“Interference Culture”: Geopolitics of Marginal Phenomena Cover Image
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„Интерферентната култура“: геополитика на маргиналния феномен
“Interference Culture”: Geopolitics of Marginal Phenomena

Author(s): Corneliu Bîlbă
Subject(s): Anthropology, Philosophy, Social Sciences, Education, Psychology, Philosophical Traditions, Sociology, Contemporary Philosophy
Published by: Фондация за хуманитарни и социални изследвания - София
Keywords: Sorin Alexandrescu; Romanian intellectual history; cultural discourse theory; Otherness; interference culture

Summary/Abstract: A former professor at the University of Amsterdam and currently a professor at the University of Bucharest, Sorin Alexandrescu is not only a specialist in semiotics, literary criticism, narratology, and poetics, but also a reputed historian of Romanian modernity. His studies of cultural history, such as Romanian Paradox (1998), Looking backward: Modernity (1999) or Identity in Rupture (2000), analyze the founding moments of modern Romanian culture with concepts and methods derived from cultural discourse theory, Foucauldian archeology or textual deconstruction. In this article, I analyze Sorin Alexandrescu’s discourse of method, which can be found in the prefaces of his books on Romanian intellectual history. Dealing with some methodological issues forged by Nietzsche, Foucault, and Ricoeur, Alexandrescu proposes perspectivism as a general strategy of cultural studies. He refutes the sanctifi cation of culture by modern historiography since that sanctification makes impossible a critical reflection on oneself. Such a critical approach does accept breaks, discontinuities, ruptures and Otherness; it allows to look at oneself through the eyes of the other. This does not mean defining Romanian culture as marginal but as interference culture since the distinction between center and periphery is perspectival. Alexandrescu admits that his method for analyzing the discursive strategies of modern cultural historiography is not only a form of resistance, but also (could be) a form of power-knowledge. His metahistorical reflection is a kind of self-analysis, a hermeneutics of the subject in which one can learn how to resist Foucault.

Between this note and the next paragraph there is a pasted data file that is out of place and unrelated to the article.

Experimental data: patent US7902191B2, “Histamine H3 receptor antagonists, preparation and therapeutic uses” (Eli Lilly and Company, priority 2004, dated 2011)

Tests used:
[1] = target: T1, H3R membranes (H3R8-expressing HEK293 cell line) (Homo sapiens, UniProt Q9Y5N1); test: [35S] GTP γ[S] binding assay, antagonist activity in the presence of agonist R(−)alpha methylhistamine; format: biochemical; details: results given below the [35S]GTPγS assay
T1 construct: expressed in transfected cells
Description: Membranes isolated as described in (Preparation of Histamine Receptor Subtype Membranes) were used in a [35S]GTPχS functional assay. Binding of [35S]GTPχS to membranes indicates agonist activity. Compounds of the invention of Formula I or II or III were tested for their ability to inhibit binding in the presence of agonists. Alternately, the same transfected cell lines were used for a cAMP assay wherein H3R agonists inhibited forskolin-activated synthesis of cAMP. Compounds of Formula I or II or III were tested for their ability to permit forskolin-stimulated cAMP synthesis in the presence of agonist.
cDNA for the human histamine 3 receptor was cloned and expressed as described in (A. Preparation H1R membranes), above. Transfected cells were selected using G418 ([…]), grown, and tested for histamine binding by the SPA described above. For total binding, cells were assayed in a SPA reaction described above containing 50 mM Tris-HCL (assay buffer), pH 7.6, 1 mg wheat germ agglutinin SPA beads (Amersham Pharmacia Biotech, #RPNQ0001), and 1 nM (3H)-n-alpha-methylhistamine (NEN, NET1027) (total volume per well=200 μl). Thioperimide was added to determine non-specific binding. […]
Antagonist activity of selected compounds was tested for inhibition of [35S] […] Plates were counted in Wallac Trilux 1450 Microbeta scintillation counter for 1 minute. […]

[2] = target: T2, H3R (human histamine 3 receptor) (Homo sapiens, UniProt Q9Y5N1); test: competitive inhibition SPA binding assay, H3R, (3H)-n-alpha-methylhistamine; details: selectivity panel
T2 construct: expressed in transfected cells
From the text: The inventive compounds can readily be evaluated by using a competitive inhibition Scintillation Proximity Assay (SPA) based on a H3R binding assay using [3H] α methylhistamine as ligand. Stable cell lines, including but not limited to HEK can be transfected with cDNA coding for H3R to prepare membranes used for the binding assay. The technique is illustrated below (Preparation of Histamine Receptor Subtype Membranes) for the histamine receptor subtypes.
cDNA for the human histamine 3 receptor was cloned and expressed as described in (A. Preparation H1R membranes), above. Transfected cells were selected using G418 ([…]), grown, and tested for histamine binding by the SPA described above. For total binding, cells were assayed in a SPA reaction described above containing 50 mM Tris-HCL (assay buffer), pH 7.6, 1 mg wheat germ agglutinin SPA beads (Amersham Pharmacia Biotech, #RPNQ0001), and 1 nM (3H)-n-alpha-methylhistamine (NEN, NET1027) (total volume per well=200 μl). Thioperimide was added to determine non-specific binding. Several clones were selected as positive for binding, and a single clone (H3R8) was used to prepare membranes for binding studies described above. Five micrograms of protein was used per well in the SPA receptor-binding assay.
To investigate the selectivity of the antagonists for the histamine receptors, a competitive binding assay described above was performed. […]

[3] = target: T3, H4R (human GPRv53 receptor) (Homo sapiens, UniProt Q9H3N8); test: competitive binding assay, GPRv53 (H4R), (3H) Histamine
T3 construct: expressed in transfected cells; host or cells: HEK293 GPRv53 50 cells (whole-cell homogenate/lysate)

• Issue Year: 2015
  • Issue No: 44/1
  • Page Range: 121-135
  • Page Count: 15
  • Language: Bulgarian